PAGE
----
That day turned into a long, slow, draining, tiring slog up 2500 feet to camp four. Very steep somewhat technical sections (at least at this extreme altitude) behind people that had no business trying to climb Mount Everest. But who am I to judge?? People that were being coddled and led and dragged every step of the way by Sherpas. People that were unable for clip their own carabiners and Jumars into the fixed lines. People that were being taught how to climb at 25000 feet on Mount Everest - and by the way were NOT learning. I was behind one person that would literally take one step - ONE STEP - then stop for 30 seconds! I stepped over a guy who kept collapsing - only to be picked up by one of his THREE Sherpas that were dragging him up the Mountain. I will refrain from Identifying him but he was extremely wealthy, had spent absurd amounts of money to summit, took helicopters up and down from camp 2 to the tune of $40,000 plus dollars (according to some reports) and had paid each of his 3 sherpas $15000 to make sure he made it to the top. I saw him being led around camp 4 as if he was a lost school boy by whichever of his Sherpa that was in charge of him at that point - delirious. No fault of the Sherpas, the amount they were being paid by this guy changed their lives and their families lives. But this guy bought his way up Everest and was dragged the entire way.
It was one of the most frustrating days of my life as I watched the time tick by. The sun was beaming down and sapping all of the energy out of you as you boiled in your down suit. It took over an hour to climb the rocky section of the Yellow Band waiting for one guy.... it should have taken 10 minutes. It took over and hour to follow another hapless “climber” over the crux of the steep section at the top of the Geneva Spur - at that point I heard her sherpa tell someone she had already used over 3 full bottles of oxygen - most were on less than a half bottle. Again this section was a 15 minute climb at most.
I stumbled into the South Col at 4:30pm..... I had been going for ten hours. I was shot - I was supposed to arrive by noon. Something had also started to cause me to have some trouble breathing. I’ll spare the details but it was not pleasant. As Nima started to organize the oxygen we would need for the summit, I told him to stop. I wasn't gonna be able to go.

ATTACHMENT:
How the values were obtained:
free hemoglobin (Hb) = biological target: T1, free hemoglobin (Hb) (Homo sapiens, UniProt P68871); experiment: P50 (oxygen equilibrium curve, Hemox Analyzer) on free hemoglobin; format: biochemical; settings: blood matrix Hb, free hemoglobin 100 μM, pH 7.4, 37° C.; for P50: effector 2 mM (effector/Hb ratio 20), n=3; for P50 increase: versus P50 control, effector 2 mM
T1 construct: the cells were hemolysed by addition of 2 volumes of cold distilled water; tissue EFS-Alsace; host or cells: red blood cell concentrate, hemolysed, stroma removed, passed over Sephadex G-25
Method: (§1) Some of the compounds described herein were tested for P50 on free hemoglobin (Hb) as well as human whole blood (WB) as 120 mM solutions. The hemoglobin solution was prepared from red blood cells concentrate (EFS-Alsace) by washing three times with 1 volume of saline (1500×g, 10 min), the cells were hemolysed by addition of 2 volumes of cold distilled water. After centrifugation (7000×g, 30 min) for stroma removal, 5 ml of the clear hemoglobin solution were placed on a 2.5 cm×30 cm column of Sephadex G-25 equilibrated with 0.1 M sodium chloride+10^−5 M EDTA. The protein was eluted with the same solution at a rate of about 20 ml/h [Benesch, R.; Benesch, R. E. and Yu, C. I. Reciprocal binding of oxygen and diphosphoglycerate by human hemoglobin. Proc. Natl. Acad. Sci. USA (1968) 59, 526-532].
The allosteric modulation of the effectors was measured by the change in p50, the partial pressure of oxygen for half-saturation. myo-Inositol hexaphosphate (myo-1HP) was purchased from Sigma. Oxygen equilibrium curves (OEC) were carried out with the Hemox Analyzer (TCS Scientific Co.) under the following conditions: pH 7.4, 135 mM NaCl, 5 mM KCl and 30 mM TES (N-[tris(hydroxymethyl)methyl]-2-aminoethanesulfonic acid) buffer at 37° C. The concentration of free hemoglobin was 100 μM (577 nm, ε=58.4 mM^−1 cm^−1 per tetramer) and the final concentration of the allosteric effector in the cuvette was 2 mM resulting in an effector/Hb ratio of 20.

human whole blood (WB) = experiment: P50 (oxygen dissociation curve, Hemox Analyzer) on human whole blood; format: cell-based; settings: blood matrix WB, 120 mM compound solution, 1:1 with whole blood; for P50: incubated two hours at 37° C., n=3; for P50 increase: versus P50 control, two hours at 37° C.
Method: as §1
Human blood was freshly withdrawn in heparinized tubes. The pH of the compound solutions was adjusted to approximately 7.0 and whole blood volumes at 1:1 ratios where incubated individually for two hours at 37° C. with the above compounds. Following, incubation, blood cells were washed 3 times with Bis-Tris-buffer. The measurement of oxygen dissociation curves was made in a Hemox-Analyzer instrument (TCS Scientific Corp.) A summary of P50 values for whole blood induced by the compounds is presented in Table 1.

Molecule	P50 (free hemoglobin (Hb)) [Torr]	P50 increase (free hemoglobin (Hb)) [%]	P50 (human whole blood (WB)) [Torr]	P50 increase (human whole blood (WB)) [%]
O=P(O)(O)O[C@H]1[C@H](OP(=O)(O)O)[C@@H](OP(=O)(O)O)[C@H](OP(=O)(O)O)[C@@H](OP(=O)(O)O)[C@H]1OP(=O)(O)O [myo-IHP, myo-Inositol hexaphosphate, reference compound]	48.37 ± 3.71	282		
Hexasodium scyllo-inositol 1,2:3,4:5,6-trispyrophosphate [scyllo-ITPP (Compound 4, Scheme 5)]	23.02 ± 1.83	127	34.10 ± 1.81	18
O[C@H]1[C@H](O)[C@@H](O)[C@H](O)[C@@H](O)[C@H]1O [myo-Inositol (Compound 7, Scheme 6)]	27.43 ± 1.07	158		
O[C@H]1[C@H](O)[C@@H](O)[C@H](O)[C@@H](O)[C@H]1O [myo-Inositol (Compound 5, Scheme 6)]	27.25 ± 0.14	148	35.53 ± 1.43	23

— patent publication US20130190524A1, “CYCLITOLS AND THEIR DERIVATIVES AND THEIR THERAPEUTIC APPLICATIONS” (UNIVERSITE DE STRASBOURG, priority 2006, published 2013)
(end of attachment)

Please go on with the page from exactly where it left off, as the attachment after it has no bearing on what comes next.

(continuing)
As of this writing, 3 people have died this season so far and 2 are missing - they are trying to decide if they will leave the bodies of 2 of them at the South Col or bring them down which is monumental task. There were probably about 200 non sherpas that ended up trying to summit - some made it, some did not. There have been over 30 cases of frostbite that have been reported - certainly there were many more. That is a pretty high percentage based on the number of summit attempts by westerners. We saw the injuries first hand.
That night, one of our Sherpas - Pemba - did summit. It was his first time. He waited on his decent to go down the Hillary Step for 1 1/2 hours because of all the people trying to get to the summit. (No doubt where a lot of the frostbite came from). the lines were absurd and it is not that Everest is crowded - rather it was that everyone went for it at once - and many were very slow and did not know what they were doing. Many people come to Everest and I believe are willing to lose a finger or a toe.... or multiple fingers or toes or hands or feet even to summit this Mountain. That is their sacrifice. I am not willing to do so. I made a decision to not summit - a difficult decision after all the work I had done - because I was in no condition to attempt the summit. I was exhausted and sick. I am at peace with my decision. In hindsight especially with all the injuries and death that occurred as a result of the events of that night - I would not have done otherwise if given the opportunity again in the condition I was in.
I wish the day had turned out differently. I’ll remember sitting there watching others leaving the Col for the summit that night forever. Ill remember the feelings I was experiencing watching them leave to realize their dream - and I will always wonder what the summit is like. But that is mountaineering. I have no regrets. I spent that night in a tent trying to keep an oxygen mask on and just breathe at 26000 feet. My body was not happy and it was a very tough night. the next morning I made may way down to Camp 2 by myself. Two days later we were back in Kathmandu - a world away - after hiring a helicopter to get us the heck out of there. Ade, Hugo and I have had a great couple days relaxing and getting healthy in Kathmandu and just enjoying talking about the trip. We are thinking when we get together again.... it may be on a sailboat in the Med??? A slight change of pace;))))
Thank you to everyone again for all the support.